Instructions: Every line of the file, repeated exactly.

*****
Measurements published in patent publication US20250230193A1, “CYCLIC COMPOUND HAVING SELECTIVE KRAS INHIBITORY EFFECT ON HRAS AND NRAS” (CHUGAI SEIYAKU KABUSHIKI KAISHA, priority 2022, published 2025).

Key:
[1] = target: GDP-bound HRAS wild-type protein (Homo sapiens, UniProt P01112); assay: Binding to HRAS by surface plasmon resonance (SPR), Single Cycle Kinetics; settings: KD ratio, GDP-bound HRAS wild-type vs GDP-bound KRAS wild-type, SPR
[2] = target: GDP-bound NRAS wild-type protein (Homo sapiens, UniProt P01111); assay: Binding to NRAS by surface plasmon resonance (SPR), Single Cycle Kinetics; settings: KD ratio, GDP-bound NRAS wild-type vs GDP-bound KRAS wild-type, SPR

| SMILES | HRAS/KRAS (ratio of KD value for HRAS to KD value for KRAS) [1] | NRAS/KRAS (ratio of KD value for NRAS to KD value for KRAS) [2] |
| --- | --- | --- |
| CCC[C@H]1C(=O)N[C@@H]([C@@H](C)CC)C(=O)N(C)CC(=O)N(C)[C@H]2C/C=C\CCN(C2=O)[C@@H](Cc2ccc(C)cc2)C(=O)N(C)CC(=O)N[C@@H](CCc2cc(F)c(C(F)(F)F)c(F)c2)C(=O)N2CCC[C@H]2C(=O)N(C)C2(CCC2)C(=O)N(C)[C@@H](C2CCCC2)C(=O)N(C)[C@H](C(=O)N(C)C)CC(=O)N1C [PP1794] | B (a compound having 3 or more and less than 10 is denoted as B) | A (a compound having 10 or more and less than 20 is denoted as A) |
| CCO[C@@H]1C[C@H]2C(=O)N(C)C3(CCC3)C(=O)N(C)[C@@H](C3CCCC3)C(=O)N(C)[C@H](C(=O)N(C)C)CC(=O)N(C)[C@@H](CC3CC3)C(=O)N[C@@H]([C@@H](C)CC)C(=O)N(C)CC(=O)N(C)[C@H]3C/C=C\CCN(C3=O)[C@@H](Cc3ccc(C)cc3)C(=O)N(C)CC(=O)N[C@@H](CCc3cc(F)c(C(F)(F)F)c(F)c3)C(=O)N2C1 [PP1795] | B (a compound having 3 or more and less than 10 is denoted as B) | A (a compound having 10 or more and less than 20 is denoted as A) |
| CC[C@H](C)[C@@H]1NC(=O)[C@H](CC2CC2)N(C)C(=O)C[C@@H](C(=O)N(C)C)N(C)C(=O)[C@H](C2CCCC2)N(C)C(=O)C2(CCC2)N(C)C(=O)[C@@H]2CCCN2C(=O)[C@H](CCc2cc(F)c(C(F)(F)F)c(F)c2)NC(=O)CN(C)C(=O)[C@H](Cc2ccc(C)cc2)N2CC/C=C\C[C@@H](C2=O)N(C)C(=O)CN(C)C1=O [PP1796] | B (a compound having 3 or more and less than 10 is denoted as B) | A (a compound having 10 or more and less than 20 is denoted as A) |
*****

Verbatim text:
Measurements published in patent publication US20250230193A1, “CYCLIC COMPOUND HAVING SELECTIVE KRAS INHIBITORY EFFECT ON HRAS AND NRAS” (CHUGAI SEIYAKU KABUSHIKI KAISHA, priority 2022, published 2025).

Key:
[1] = target: GDP-bound HRAS wild-type protein (Homo sapiens, UniProt P01112); assay: Binding to HRAS by surface plasmon resonance (SPR), Single Cycle Kinetics; settings: KD ratio, GDP-bound HRAS wild-type vs GDP-bound KRAS wild-type, SPR
[2] = target: GDP-bound NRAS wild-type protein (Homo sapiens, UniProt P01111); assay: Binding to NRAS by surface plasmon resonance (SPR), Single Cycle Kinetics; settings: KD ratio, GDP-bound NRAS wild-type vs GDP-bound KRAS wild-type, SPR

| SMILES | HRAS/KRAS (ratio of KD value for HRAS to KD value for KRAS) [1] | NRAS/KRAS (ratio of KD value for NRAS to KD value for KRAS) [2] |
| --- | --- | --- |
| CCC[C@H]1C(=O)N[C@@H]([C@@H](C)CC)C(=O)N(C)CC(=O)N(C)[C@H]2C/C=C\CCN(C2=O)[C@@H](Cc2ccc(C)cc2)C(=O)N(C)CC(=O)N[C@@H](CCc2cc(F)c(C(F)(F)F)c(F)c2)C(=O)N2CCC[C@H]2C(=O)N(C)C2(CCC2)C(=O)N(C)[C@@H](C2CCCC2)C(=O)N(C)[C@H](C(=O)N(C)C)CC(=O)N1C [PP1794] | B (a compound having 3 or more and less than 10 is denoted as B) | A (a compound having 10 or more and less than 20 is denoted as A) |
| CCO[C@@H]1C[C@H]2C(=O)N(C)C3(CCC3)C(=O)N(C)[C@@H](C3CCCC3)C(=O)N(C)[C@H](C(=O)N(C)C)CC(=O)N(C)[C@@H](CC3CC3)C(=O)N[C@@H]([C@@H](C)CC)C(=O)N(C)CC(=O)N(C)[C@H]3C/C=C\CCN(C3=O)[C@@H](Cc3ccc(C)cc3)C(=O)N(C)CC(=O)N[C@@H](CCc3cc(F)c(C(F)(F)F)c(F)c3)C(=O)N2C1 [PP1795] | B (a compound having 3 or more and less than 10 is denoted as B) | A (a compound having 10 or more and less than 20 is denoted as A) |
| CC[C@H](C)[C@@H]1NC(=O)[C@H](CC2CC2)N(C)C(=O)C[C@@H](C(=O)N(C)C)N(C)C(=O)[C@H](C2CCCC2)N(C)C(=O)C2(CCC2)N(C)C(=O)[C@@H]2CCCN2C(=O)[C@H](CCc2cc(F)c(C(F)(F)F)c(F)c2)NC(=O)CN(C)C(=O)[C@H](Cc2ccc(C)cc2)N2CC/C=C\C[C@@H](C2=O)N(C)C(=O)CN(C)C1=O [PP1796] | B (a compound having 3 or more and less than 10 is denoted as B) | A (a compound having 10 or more and less than 20 is denoted as A) |